I was looking at how Gentoo's ebuilds are made and I found the following code:

    after autoload colors compiler doc ftdetect ftplugin indent keymap
    macros plugin spell syntax

local d
for d in "${_VIM_PLUGIN_ALLOWED_DIRS[@]}" "${@}"; do
                [[ -d "${d}" ]] || continue
                doins -r "${d}"

As far as I am aware, _VIM_PLUGIN_ALLOWED_DIRS is a list. d is a local variable.
The thing I don't understand is the [@] in _VIM_PLUGIN_ALLOWED_DIRS[@]. Normally I would omit the [@], and just make d iterate over _VIM_PLUGIN_ALLOWED_DIRS's values.

What is it doing? What's its purpose?

I have never seen [@], nor do I know what the ${@} does afterwards

PS: doins is an external function defined elsewhere

Thanks in advance

  • 1
    From Arrays (Bash Reference Manual): "Any element of an array may be referenced using ${name[subscript]}. The braces are required to avoid conflicts with the shell’s filename expansion operators. If the subscript is ‘@’ or ‘*’, the word expands to all members of the array name." Commented May 14, 2023 at 0:00
  • And ${@} ${*} or equivalently $@ $* similarly access the positional parameters like an array (but these are portable to any Bournish or POSIX shell, while only ksh/bash/zsh have named arrays). Commented May 14, 2023 at 0:30
  • 1
    "just make "d" iterate over "_VIM_PLUGIN_ALLOWED_DIRS"'s values" How do you manage this magic?
    – muru
    Commented May 14, 2023 at 3:32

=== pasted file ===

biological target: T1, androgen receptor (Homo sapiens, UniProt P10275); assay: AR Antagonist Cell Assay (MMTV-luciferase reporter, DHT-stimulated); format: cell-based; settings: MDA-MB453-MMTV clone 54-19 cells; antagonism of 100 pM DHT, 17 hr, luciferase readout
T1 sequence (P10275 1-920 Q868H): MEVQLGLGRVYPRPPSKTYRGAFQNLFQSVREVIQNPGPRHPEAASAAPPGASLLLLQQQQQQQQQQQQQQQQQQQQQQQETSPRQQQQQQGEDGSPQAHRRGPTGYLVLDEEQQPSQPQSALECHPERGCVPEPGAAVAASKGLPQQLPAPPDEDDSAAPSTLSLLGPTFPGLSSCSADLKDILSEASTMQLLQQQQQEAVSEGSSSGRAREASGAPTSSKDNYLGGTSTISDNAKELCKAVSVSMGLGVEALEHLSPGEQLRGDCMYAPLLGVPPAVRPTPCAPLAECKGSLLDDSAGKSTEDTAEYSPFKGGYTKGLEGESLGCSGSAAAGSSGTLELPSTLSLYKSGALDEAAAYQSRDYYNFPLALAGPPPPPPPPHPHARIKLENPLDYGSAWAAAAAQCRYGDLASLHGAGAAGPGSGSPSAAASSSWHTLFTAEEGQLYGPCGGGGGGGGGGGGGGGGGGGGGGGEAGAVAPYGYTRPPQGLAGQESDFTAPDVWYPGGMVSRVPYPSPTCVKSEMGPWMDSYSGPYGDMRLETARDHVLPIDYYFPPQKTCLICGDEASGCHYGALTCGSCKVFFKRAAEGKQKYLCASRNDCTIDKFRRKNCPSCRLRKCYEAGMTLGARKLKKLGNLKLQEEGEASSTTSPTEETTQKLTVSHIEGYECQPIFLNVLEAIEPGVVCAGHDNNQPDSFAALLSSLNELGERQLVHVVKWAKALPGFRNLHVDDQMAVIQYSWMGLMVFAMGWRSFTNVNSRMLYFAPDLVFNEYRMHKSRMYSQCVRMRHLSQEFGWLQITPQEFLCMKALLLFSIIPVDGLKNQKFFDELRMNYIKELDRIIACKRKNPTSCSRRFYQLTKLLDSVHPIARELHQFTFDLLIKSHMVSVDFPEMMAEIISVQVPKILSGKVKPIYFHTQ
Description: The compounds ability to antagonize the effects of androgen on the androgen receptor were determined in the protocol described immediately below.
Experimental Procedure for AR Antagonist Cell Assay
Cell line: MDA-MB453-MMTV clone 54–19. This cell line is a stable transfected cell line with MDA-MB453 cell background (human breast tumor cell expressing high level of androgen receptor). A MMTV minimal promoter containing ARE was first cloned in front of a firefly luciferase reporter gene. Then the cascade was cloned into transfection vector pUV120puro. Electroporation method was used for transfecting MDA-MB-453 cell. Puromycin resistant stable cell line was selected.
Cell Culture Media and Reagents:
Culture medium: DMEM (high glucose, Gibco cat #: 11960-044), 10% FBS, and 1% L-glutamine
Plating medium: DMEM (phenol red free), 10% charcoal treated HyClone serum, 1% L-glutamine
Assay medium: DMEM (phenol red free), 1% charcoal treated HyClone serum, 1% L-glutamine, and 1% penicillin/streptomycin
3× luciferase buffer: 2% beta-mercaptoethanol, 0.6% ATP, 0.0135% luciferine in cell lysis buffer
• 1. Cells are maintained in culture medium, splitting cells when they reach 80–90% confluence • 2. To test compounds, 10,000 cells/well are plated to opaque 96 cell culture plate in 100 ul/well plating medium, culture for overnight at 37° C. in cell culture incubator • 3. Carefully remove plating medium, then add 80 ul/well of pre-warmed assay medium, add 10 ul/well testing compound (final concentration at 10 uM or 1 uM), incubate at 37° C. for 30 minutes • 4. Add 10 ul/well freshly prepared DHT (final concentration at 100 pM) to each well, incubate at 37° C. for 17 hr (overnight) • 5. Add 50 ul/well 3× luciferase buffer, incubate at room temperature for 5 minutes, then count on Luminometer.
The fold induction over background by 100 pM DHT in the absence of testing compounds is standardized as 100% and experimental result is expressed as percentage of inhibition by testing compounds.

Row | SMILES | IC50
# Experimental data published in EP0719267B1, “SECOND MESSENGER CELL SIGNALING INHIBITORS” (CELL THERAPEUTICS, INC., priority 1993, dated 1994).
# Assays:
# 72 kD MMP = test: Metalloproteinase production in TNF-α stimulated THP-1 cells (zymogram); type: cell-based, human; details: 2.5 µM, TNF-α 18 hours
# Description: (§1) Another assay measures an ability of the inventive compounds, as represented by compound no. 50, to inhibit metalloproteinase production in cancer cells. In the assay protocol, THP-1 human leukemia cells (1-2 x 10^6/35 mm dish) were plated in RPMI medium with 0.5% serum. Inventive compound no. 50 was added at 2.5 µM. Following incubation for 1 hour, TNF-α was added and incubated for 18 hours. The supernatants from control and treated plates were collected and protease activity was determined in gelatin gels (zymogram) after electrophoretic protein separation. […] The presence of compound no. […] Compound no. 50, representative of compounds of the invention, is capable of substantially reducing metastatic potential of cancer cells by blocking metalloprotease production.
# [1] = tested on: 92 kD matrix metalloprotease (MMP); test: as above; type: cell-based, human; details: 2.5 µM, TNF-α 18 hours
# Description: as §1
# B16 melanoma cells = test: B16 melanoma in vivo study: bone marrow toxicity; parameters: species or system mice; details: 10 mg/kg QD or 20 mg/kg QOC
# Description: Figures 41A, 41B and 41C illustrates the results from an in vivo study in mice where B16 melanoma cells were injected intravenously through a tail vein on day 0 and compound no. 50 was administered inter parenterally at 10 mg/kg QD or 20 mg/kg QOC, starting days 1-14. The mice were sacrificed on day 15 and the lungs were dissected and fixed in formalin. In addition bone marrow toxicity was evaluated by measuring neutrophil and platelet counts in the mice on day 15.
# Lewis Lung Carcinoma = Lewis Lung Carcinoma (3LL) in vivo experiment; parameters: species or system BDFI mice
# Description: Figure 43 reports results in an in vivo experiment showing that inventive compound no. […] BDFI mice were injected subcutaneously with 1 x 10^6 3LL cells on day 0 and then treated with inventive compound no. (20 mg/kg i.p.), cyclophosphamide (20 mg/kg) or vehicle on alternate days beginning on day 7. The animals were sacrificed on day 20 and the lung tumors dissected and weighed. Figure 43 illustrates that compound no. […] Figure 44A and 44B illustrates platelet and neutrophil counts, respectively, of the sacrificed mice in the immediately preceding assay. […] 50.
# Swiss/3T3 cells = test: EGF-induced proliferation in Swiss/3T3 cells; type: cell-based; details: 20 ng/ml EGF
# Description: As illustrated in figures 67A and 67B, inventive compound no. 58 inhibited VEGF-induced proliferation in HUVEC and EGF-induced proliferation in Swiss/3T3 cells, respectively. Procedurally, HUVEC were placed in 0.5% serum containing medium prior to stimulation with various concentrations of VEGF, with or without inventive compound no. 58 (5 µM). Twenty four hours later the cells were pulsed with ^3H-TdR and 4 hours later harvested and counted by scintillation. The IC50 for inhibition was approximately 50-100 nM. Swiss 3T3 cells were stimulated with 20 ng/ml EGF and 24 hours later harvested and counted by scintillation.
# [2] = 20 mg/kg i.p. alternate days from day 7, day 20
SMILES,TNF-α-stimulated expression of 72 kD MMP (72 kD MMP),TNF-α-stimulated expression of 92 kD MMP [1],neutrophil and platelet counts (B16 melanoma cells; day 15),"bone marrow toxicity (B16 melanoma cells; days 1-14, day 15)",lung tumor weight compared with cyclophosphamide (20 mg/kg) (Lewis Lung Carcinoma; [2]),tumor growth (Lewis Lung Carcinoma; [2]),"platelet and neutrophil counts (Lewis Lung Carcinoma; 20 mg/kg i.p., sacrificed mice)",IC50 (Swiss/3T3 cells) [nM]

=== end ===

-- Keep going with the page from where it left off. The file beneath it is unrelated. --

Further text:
• Regarding As far as I am aware, _VIM_PLUGIN_ALLOWED_DIRS is a list. - there are no lists in bash, it's an array.
    – Ed Morton
    Commented May 14, 2023 at 23:24

1 Answer 1


Normally I would omit the [@], and just make d iterate over _VIM_PLUGIN_ALLOWED_DIRS's values.

In ksh-style arrays that Bash also has, referencing the array without an index would only give the element at index 0. This is different from zsh, where referencing an array with an index would give all (non-empty) elements.

The special index @ is used to get all elements of the arrays as distinct fields. $@ similarly expands to all the positional parameters (arguments to the script or function).


arr=(foo "bar doo")
printf "<%s> " "$arr"; echo       # '<foo>'
printf "<%s> " "${arr[@]}"; echo  # '<foo> <bar doo>'

Note that in both cases you should quote "${arr[@]}" and "$@" to avoid word splitting and globbing from inevitably messing up the values.


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